3. Engage subscribers and build relationship right out of the gate.

    The earlier you can “reach” a reader the better. Those first minutes in the relationship matter. That’s when you are top of mind, and when your subscriber is anticipating your email, watching their inbox for you. 

    Don’t delay.

    Don’t waste the opportunity to connect with impact

    Your initial email sets the tone of your relationship and lets your subscriber know what to expect from you. It is your first chance to delight them, or surprise them. Your first chance to give them something of value, to make them laugh (if that’s your thing), or draw them close, into your circle. 

    This is not the time to use a generic template or form letter. This is the time to be you. Do that early, and you’ve gone a long way in building anticipation for future emails. 

Furthermore, double opt-in subscribers tend to be more valuable in the long run. These more engaged subscribers usually have higher open rates and click rates – up to two times higher in studies by GetResponse and Mailchimp. 

You may be able to pick up more subscribers initially with a single opt-in process, but over time these subscribers may lose value and even end up hurting your email deliverability. 

EmailOctopus says it like this: “ISPs use engagement signals to judge whether your emails should make it into the inbox. Or be sent straight to spam.” A low-engagement subscriber list may divert your author newsletter to the spam folder. 

Tips for a Better Double Opt-In

You know the risks. Nobody wants to lose a subscriber because they simply neglected to confirm their subscription. And if your readers are less tech oriented or super busy or distracted, they may not be expecting that important email. So if you want to improve the number of double opt-in follow-throughs, make sure they’re expecting that email!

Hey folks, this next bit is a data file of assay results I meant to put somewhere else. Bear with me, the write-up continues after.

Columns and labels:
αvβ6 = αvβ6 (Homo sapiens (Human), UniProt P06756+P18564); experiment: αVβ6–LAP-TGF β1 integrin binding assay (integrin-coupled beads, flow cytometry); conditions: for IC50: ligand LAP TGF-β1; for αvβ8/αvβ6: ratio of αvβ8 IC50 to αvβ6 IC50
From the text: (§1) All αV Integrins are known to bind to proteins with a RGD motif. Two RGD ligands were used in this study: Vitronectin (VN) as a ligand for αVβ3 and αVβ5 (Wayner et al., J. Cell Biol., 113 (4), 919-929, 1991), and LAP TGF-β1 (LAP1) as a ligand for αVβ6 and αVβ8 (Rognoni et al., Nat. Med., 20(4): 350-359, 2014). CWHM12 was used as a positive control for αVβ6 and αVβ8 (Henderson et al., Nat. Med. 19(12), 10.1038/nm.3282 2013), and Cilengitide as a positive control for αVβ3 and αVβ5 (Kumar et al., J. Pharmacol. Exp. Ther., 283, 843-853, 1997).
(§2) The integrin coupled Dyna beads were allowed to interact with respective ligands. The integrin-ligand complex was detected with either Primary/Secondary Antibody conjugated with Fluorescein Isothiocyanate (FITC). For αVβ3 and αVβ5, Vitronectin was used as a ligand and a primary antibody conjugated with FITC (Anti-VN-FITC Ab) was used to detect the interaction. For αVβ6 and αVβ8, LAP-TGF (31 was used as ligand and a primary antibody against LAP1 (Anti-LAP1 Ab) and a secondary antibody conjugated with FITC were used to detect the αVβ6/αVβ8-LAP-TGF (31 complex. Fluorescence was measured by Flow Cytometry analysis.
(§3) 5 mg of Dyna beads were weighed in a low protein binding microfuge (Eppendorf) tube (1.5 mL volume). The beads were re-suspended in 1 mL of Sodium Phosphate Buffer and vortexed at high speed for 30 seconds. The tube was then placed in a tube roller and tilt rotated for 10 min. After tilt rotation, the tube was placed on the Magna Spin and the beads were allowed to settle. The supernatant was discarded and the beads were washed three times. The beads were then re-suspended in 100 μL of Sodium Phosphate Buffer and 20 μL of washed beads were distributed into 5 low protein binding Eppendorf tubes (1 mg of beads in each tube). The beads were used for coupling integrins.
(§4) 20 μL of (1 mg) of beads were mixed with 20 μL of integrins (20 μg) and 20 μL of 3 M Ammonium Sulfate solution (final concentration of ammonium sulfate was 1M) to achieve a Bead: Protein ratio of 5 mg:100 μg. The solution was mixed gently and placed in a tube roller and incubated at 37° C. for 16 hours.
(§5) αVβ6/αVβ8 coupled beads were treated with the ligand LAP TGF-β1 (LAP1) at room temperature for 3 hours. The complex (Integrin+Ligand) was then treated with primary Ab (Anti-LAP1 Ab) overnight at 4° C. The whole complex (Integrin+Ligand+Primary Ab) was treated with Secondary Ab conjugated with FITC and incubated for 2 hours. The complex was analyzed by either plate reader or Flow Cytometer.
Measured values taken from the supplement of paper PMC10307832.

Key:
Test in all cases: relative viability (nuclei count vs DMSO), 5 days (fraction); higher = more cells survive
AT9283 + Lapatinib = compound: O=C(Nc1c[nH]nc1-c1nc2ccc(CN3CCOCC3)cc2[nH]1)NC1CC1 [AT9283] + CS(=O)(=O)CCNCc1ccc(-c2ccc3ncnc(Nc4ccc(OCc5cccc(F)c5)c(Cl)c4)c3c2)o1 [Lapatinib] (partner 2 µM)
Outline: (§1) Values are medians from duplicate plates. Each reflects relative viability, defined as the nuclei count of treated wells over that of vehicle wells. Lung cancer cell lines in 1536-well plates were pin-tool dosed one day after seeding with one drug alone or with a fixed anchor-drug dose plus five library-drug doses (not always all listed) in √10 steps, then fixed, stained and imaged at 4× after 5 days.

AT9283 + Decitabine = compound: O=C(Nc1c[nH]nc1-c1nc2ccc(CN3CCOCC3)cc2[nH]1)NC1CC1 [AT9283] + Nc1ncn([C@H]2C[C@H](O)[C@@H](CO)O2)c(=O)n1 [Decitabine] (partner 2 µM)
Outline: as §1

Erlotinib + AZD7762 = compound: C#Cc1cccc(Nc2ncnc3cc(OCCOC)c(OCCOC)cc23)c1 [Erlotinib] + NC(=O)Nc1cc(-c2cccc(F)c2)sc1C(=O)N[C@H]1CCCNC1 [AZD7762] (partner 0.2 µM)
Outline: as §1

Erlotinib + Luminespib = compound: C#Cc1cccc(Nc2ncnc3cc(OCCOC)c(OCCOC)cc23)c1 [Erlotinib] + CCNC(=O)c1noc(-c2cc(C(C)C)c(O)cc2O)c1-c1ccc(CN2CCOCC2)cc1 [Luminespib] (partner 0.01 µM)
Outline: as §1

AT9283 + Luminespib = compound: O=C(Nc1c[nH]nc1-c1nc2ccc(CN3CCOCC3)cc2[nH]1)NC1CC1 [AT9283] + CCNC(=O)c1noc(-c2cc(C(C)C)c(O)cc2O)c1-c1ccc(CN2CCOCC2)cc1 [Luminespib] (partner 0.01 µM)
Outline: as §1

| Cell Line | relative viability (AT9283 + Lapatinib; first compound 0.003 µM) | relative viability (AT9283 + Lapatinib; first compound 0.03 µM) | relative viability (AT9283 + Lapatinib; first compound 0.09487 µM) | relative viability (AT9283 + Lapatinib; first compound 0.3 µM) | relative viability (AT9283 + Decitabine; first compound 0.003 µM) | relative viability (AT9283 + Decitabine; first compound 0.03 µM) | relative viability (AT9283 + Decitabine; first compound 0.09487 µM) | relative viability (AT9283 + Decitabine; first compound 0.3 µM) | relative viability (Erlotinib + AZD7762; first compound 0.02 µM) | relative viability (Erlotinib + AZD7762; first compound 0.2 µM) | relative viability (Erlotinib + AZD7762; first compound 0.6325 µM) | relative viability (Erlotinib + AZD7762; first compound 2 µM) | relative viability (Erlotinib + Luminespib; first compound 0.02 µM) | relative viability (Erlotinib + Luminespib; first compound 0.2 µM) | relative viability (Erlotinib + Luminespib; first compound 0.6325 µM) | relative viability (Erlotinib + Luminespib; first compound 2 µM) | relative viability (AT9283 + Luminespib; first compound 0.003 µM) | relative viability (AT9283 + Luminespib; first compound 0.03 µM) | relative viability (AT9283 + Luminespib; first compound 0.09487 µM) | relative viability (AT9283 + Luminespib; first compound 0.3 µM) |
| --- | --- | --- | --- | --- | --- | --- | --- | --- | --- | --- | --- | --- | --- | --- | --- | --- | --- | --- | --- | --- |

Let them know in advance they won’t be receiving emails from you unless they go to their inbox, open your email, and click that button. Let them know on your newsletter subscribe form and/or on your newsletter landing page. 

Here are a few tips to get that confirmation click:

  1. Be explicit. Let subscribers know they must click the button in your email to confirm their subscription. 
  2. Craft your subject line. Use language that indicates important action must be taken. Phrases like “Almost there” or “Don’t forget this” will grab attention and let your recipients know something else is required. 
  3. Keep your confirmation email clear and concise. A long letter might be ignored or set aside for “later,” which may never come. Be personable, set some early expectations, and lay out next steps clearly. 
  4.  Make your confirmation link impossible to miss. Create your call-to-action so it captures the attention of your recipient once they open the email. Use a brightly colored button or contrasting color that stands apart and stands out. Surround it with some white space to command attention.

Using a double opt-in does carry the risk of missing out on potential subscribers, but a smarter approach can minimize this risk. Plus, you’ll reap the benefits of a healthier, more engaged audience.